When God gave the Israelites the Promised Land, He instructed them to drive out every inhabitant of the land. Then He gave them this warning: "If you do not drive out the inhabitants of the land, those you allow to remain will become barbs in your eyes and thorns in your sides. They will give you trouble in the land where you will live, and then I will do to you what I plan to do to them." (Numbers 33:55-56) We see in Joshua 11:22 what transpired when Israel fought their battles. "No Anakites were left in Israelite territory; only in Gaza, Gath, and Ashdod did any survive." God's warning was not heeded, and the disobedience of the Israelites has come back to haunt the people of Israel.
Let us also look at what has been happening in the spiritual realm. At one time, Satan was the chief praiser of God. It was his position, along with legions of angels, to worship the Lord. However, his pride got in the way and he, along with one-third of the angels, was expelled from heaven. War between Satan and God has been taking place ever since. Whatever God blesses, Satan curses. When God chose the Israelites to be His treasured possession, Satan began a rampage to destroy them. When God gave the Promised Land to His people, Satan started a campaign to eliminate the Israelites from this land. Remember that it was the tribe of Judah that received Gaza as their inheritance. This is the very tribe of Jesus, the Lion of the Tribe of Judah. Jesus already defeated Satan in His death and resurrection, but the battle to destroy the Apple of God's eye continues.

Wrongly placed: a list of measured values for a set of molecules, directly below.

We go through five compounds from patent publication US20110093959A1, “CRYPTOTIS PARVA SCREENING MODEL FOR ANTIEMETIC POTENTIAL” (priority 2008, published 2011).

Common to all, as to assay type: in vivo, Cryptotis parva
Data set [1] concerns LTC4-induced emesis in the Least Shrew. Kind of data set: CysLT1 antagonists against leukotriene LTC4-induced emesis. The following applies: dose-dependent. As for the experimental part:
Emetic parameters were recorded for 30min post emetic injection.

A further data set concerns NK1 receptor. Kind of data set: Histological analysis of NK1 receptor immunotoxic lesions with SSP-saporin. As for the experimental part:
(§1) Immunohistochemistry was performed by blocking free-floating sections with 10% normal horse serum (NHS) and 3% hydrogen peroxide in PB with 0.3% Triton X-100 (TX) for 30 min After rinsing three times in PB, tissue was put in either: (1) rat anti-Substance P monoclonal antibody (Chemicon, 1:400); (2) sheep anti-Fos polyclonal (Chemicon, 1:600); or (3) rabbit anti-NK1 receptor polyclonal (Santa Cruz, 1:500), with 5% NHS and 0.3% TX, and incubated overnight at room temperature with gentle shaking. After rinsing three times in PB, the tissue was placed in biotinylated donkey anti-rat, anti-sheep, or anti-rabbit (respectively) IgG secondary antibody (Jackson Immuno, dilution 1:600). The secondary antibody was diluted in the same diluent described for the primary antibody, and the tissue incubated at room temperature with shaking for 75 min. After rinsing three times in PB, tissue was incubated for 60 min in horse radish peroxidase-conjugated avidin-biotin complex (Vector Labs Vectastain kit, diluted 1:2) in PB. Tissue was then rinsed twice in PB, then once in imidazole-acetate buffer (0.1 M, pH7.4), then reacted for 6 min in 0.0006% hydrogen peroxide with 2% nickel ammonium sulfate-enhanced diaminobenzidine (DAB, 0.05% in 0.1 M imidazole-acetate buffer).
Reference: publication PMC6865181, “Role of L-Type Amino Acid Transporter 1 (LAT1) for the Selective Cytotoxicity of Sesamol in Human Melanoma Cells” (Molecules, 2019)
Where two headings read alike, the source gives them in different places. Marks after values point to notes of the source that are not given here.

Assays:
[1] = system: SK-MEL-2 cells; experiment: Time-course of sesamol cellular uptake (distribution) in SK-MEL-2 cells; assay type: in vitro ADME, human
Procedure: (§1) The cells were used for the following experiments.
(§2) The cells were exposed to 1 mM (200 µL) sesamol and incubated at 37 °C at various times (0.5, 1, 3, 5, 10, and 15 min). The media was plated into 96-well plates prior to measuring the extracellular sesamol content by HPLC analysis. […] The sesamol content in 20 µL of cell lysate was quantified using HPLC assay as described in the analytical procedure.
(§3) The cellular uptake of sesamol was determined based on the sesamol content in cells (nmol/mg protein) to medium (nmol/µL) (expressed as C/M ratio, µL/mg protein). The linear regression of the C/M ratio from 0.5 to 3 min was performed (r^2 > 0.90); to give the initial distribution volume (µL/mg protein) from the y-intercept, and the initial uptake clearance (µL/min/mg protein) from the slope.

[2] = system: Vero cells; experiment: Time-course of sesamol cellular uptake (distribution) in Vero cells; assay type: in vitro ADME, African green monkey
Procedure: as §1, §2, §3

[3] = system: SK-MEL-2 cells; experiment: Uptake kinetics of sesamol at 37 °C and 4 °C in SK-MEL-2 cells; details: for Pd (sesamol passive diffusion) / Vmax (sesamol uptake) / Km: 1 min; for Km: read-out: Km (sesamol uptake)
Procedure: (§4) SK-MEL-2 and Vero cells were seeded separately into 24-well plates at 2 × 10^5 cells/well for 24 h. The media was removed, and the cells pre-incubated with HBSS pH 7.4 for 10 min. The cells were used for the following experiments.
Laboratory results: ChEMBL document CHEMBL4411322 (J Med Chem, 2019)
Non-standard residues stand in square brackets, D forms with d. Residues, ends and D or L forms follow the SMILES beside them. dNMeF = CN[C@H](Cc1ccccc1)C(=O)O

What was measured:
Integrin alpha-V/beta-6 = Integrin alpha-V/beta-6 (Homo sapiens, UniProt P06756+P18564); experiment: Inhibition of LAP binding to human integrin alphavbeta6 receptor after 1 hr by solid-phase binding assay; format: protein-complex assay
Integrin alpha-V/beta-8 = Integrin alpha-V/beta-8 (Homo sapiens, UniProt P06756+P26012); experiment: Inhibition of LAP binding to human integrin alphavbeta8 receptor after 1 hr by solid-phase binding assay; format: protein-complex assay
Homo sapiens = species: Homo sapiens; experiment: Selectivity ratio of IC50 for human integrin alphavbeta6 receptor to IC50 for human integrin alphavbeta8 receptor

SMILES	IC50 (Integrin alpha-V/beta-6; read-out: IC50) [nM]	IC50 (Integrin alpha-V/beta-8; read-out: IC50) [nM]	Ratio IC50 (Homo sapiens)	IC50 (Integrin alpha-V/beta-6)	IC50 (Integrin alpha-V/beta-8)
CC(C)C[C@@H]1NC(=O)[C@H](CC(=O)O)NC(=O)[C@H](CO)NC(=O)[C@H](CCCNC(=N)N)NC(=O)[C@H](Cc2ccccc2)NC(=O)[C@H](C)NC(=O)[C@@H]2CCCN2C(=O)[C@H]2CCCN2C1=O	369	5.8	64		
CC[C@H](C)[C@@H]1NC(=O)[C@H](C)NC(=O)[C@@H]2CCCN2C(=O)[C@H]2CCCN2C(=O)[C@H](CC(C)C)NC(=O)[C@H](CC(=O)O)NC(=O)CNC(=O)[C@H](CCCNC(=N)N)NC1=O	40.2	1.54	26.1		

A combination of the above factors has kept the Jews in a constant battle with the forces of evil. There was a time when the Philistines, who occupied Gaza, captured the ark of God. God sent plagues and tumors to those people for seven months until they returned the ark. God is aware of the evil that is trying to consume His people—Christians and Jews. The prophet Amos has somethings interesting to say about Gaza. "For three sins of Gaza, even four, I will not relent. Because she took captive whole communities and sold them to Edom, I will send fires on the walls of Gaza that will consume her fortresses." (Amos 1:6, 7) Do you think we may be seeing this prophecy being played out?